All this seems to convey an alarming message. The Western-European world had lost its very roots. The capability of doubting, which represented the starting point from where one of his fathers, Socrates, had built his thought, had vanished. Socrates’ habit of asking questions to people, due to his awareness of knowing that he did not know, was missing. I felt in me the terror of belonging to a civilisation and a culture which claims to carry only answers, having no doubts. All this would surely prevent from the possibility of dialoguing. I realised how much we run the risk of being fundamentalists, we Europeans and Christians who demonise others whom we identify with this evil of fundamentalism. Still, if we could appreciate them, we have precious roots for knowing how to dialogue, at the cultural and religious level.

I found myself reflecting on Socrates. He never claimed of having something to teach to his interlocutor and, in fact, whoever is in front of him, at least apparently, does not learn anything. Socrates has only one conviction: to know that he does not know. Plato in the Apology put words on his mouth which are soul searching for every man or woman who hears them or reads about them: “I do not believe I know what I do not know” (Plato, Socrates’ Apology, 21d 5).  On this basis, Socrates invites those who are in front of him to search their conscience in a inner and profound exercise. It is a matter of truly ‘knowing yourself’. This means to know how much you do not know. Ultimately, one has to agree that he or she is far from being wise. The dialogue in Socrates’ life and in Plato’s works appears as an ascetic commitment, which made history and opened a new way for philosophy as a true spiritual exercise. Socratic dialogue implies to respect the right of the other person to express his or her views; to acknowledge the evidence of the interlocutor’s position and, finally, to recognise the presence of the logos, who is above the two or more who are engaged in dialoguing.  Socrates is a master of the art of dialoguing. The Socratic dialogue is a dialectic and spiritual exercises which lead the interlocutor to a inner conversion towards a faith in the Truth which is the real object of the research. All this explains why dialogue has been defined by a French philosopher as a ‘spiritual itinerary towards the Divine’.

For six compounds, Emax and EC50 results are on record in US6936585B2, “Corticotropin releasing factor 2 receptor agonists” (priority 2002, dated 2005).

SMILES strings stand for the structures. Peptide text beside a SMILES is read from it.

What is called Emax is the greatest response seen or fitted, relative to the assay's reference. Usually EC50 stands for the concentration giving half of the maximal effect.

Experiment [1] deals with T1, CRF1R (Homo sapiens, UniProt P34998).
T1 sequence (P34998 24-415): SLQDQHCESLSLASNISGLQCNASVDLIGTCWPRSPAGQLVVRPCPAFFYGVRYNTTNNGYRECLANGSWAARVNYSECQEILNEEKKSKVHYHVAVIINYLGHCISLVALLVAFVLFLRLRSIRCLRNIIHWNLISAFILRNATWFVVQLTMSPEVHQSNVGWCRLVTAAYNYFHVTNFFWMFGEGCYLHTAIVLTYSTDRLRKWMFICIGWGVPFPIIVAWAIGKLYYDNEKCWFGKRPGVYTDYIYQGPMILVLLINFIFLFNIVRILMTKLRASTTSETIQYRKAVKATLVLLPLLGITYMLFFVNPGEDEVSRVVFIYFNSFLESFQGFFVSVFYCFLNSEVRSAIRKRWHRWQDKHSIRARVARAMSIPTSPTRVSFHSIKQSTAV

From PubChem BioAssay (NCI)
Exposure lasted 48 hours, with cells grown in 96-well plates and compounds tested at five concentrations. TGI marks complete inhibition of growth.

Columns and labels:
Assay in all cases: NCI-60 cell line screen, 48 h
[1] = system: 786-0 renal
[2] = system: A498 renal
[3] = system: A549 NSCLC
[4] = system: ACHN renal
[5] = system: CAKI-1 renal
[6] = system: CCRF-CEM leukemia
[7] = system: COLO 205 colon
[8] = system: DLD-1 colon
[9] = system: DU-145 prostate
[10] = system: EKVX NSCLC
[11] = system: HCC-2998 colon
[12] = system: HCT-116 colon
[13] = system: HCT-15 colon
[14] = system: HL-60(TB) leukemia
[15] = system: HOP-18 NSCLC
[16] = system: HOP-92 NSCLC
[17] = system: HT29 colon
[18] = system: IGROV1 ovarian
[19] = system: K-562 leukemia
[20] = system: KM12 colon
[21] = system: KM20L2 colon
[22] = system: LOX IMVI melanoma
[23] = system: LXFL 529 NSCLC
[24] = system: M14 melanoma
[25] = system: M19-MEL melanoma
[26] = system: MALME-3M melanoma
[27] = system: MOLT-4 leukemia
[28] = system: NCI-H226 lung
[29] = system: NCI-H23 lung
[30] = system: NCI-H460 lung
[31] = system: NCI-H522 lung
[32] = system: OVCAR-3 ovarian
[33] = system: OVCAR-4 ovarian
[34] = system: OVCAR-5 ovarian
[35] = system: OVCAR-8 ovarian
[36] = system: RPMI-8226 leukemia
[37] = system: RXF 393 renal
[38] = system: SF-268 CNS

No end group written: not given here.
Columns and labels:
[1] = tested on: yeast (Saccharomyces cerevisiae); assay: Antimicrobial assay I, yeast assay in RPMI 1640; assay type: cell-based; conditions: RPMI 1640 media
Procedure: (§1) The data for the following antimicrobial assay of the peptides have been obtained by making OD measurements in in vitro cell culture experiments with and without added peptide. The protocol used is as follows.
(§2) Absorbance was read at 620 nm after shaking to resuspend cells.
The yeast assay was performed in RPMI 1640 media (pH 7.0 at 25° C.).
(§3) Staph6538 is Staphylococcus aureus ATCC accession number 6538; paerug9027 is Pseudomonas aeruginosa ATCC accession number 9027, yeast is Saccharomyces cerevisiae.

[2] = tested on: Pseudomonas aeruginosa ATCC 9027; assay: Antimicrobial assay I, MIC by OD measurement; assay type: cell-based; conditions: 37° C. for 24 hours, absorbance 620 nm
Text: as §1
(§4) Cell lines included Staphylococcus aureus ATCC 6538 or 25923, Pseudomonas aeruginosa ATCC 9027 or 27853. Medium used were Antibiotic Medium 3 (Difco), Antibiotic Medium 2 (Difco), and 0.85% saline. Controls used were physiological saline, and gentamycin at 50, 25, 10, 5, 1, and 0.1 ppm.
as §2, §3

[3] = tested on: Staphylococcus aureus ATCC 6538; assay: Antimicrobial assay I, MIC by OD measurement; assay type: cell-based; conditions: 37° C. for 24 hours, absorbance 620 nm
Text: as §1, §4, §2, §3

This makes me reflect as a Christian too. For more than thousand years we Christians, especially we Catholics, lived with the certainty of having the monopoly of the Truth to the points that we thought there was no way for the others to be saved. It was the extra ecclesiam nulla salus, which was considered as a dogma, though it was never proclaimed as one. This was another obstacle to dialogue, a sort of violence and of force imposed on others who were considered to be out of reach of the Truth. Benedict XVI, especially towards the end of his pontificate, on several occasions went back to points which in the past have been rather controversial because of the attitude and the role of Christians. 

In Assisi in 2011 he acknowledged

… force used by the defenders of one religion against others … is the antithesis of religion and contributes to its destruction. … As a Christian I want to say at this point: yes, it is true, in the course of history, force has also been used in the name of the Christian faith. We acknowledge it with great shame. 

A few weeks before resigning from the papacy he authoritatively admitted
To be sure, we do not possess the truth, the truth possesses us: Christ, who is the truth, has taken us by the hand, and we know that his hand is holding us securely on the path of our quest for knowledge. True, dialogue does not aim at conversion, but at better mutual understanding … drawing closer to the truth. Both sides in this piece-by-piece approach to truth are therefore on the path that leads forward and towards greater commonality, brought about by the oneness of the truth.

As a Christian and as an European, I found proposals to the challenges I spoke earlier in the recent teaching of Pope Francis.

First of all, Bergoglio often speaks of the incomplete thinking.  The awareness that no thought and no culture can be complete in itself and self-sufficient helps us to remain open and ready to commit to empathy. He, further, explains this with the word empathy which he used in Asia, while addressing the bishops of the continent in Seoul in August 2014.